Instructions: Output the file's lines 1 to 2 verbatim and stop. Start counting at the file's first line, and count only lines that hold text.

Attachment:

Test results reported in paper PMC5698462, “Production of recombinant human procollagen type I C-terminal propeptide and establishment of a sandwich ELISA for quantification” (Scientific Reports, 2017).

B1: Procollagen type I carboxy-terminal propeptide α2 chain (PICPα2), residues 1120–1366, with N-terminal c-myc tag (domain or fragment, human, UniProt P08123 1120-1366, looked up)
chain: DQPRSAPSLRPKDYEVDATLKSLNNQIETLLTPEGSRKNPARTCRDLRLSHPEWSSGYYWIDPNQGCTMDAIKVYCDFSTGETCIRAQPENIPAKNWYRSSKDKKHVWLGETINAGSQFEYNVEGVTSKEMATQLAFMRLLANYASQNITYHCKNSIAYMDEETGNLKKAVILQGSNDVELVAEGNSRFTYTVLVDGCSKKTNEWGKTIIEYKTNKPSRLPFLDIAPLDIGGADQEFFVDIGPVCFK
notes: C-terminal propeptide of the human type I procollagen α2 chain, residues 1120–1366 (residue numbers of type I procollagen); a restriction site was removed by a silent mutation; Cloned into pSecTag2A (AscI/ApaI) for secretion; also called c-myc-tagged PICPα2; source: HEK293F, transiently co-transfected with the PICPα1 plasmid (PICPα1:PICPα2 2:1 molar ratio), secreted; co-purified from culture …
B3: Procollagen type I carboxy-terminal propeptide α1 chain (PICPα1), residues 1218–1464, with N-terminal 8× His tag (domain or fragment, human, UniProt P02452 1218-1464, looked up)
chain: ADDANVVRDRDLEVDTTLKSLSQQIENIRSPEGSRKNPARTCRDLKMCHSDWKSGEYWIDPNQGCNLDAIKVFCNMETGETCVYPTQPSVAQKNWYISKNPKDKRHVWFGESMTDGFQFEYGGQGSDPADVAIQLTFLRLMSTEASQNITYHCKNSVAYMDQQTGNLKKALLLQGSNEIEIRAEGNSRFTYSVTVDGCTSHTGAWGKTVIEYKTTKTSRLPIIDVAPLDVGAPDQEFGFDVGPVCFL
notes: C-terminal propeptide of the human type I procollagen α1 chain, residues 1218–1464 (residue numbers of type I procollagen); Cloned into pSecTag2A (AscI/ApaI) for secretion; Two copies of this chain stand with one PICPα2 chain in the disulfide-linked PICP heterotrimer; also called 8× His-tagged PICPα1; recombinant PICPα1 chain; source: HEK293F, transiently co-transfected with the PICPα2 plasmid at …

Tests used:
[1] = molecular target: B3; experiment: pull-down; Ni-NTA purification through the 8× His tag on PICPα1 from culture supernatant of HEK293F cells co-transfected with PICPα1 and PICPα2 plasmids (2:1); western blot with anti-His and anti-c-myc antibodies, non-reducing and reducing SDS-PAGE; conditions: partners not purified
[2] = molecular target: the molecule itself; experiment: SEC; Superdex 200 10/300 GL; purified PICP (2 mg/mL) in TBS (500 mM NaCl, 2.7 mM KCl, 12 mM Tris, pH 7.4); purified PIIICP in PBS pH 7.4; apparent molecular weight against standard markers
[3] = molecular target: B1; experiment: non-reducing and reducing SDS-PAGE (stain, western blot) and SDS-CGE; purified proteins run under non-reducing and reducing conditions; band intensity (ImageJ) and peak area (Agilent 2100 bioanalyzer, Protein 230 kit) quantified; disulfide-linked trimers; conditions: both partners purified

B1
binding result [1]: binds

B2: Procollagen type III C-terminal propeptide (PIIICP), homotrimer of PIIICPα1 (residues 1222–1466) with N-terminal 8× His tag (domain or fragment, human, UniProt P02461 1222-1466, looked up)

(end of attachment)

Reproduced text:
Test results reported in paper PMC5698462, “Production of recombinant human procollagen type I C-terminal propeptide and establishment of a sandwich ELISA for quantification” (Scientific Reports, 2017).

B1: Procollagen type I carboxy-terminal propeptide α2 chain (PICPα2), residues 1120–1366, with N-terminal c-myc tag (domain or fragment, human, UniProt P08123 1120-1366, looked up)